2:30 p.m.: One more. Can't help myself. From Derrick in Parts Unknown:
- Maybe with the rest of the weekend off, Sergio can film a couple more commercials, because he sure isn't moving up the money list this week.
It's not his fault he's not moving up on the money list this week. If the PGA paid players for third-round DQs, then he'd make some cash. It's all their fault.
2:25 p.m.: From Dan in D.C.:
- Which do you think Tiger is more likely to accomplish: 62 in a major or a Grand Slam?
I think just based on the fact that he came about a millimeter away from doing the former yesterday, it's gotta be the 62. Any one time occurence has to be easier than winning four consecutive major tournaments -- even if it is something that has never before been accomplished.
2:16 p.m.: CBS just showed the FedEx Cup points of the players on the leaderboard. Tiger Woods has 25,624 points. Scott Verplank has 9,949. John Daly has 935.
If he was a NASCAR driver, he'd still only be 40th in the points standings.
2:11 p.m.: The jokes are starting to pour in. From Cameron in L.A.:
- Go find Sergio. I think he's in the ladies locker room.
In other news, Tiger and Verplank both made par on No. 1.
2:04 p.m.: Big news of the day so far: Sergio Garcia has already "serged" his way out of Southern Hills. (For the derivation of this word, check yesterday's blog.)
I won't recount the whole story -- it's easier if you just click here to read about it -- but it sure sounds like another chapter in the story of how Garcia's petulant behavior has gotten the best of him.
Garcia didn't speak with reporters after the incident, but his playing partner, Boo Weekley, did -- and had some telling comments:
- "It's my fault for putting the wrong score in, but it's his fault for not checking. I just said 'Sergio, I put a 4 but in fact you had a 5.' He said, 'That just puts the icing on the cake.' ... He just took off. I called him back down and tried to get him before he got all the way up the stairs."
Makes me feel not so bad for spending nine straight hours making Sergio jokes yesterday. From Jesse in L.A.:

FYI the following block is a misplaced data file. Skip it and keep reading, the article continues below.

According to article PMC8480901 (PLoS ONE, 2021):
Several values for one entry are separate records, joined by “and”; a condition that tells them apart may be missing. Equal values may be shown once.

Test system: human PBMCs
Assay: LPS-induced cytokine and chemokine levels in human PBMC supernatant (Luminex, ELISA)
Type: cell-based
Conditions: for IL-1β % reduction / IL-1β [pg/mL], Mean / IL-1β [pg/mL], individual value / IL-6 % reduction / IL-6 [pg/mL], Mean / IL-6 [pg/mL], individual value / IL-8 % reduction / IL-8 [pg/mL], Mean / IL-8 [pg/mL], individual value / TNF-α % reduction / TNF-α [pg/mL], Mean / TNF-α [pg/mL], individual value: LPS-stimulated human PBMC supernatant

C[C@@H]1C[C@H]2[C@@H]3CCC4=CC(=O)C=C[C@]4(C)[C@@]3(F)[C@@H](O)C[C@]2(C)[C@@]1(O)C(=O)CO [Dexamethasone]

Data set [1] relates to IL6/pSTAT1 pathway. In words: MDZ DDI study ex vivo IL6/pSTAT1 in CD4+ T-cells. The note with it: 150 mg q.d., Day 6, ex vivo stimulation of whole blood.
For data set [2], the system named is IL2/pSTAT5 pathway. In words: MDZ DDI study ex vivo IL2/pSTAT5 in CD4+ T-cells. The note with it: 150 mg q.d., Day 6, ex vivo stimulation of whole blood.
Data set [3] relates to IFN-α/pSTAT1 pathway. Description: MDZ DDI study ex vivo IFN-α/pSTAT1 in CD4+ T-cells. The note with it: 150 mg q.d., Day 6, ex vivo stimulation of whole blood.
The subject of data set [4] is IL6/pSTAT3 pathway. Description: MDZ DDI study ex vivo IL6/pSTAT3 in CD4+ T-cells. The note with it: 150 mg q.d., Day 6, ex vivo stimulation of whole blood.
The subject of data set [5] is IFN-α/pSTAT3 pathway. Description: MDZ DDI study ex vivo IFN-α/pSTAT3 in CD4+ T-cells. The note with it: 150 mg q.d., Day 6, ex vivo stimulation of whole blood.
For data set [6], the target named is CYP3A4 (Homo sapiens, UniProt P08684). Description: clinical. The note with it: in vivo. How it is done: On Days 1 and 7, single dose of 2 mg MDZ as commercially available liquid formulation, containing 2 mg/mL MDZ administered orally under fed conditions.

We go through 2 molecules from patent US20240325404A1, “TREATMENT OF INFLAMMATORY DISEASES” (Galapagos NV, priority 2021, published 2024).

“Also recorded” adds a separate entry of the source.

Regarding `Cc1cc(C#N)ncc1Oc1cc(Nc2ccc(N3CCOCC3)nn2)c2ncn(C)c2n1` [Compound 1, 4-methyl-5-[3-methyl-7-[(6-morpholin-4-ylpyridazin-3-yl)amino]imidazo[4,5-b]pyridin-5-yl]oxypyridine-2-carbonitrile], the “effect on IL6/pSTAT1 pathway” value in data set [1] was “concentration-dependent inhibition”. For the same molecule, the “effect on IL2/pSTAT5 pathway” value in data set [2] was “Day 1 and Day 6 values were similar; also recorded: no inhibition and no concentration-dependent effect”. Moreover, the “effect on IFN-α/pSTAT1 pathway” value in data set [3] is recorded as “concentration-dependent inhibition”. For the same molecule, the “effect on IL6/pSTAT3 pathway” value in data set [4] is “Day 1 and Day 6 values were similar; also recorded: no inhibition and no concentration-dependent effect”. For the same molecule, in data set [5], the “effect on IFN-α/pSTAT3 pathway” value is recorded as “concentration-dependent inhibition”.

- Sergio got DQ'd for signing an incorrect scorecard? Clearly they didn't give him the right calculator when he was adding it up. It's almost like he does it on purpose; it's like shooting fish in a barrel.
If Sergio tried to shoot fish in a barrel, he would miss. But it would be the barrel's fault for being too narrow and the fish's fault for swimming too fast.
2:00 p.m.: Tiger Woods and Scott Verplank are just now going live on the first tee and the PGA Championship blog goes live as well. Good afternoon from Southern Hills, where the greatest lingering question is: Are we still watching a golf tournament or simply witnessing another coronation?
As you may have heard, Tiger tied the all-time major championship scoring record with a 63 yesterday, taking a 2-stroke lead over Verplank. Is lucky No. 13 just 36 holes away? It sure seems like it, but remember, entering the final rounds of both the Masters and U.S. Open, with Tiger playing in the last pairing of the day each time, many folks were writing off the rest of the field as contenders. In both situations, an off-the-radar player claimed the victory.
Now, don't read too much into that. Like anyone else with with any sense of golf history and at least one brain cell, if I had to choose a winner right now, at the midway mark, I'm picking Tiger Woods. Duh.
That said, I'm not so sure this is going to turn into a runaway rout by 7-8 shots. If you examine his victories, you'll find many more blowouts in the early part of Tiger's career as opposed to the last few years. Last week's 8-shot thumping at Firestone notwithstanding, Woods seems content lately to simply do whatever it takes to get the trophy, concerning himself more with the victory than the margin of victory. This week could be another of those instances.
Anyway, we'll be talking about Tiger for the next two days, so let's get on with the blog. You know the drill. Hit the link at the top to shoot me questions and comments throughout the round and hit the refresh button every 5-10 minutes to check the newest entry. Here we go ...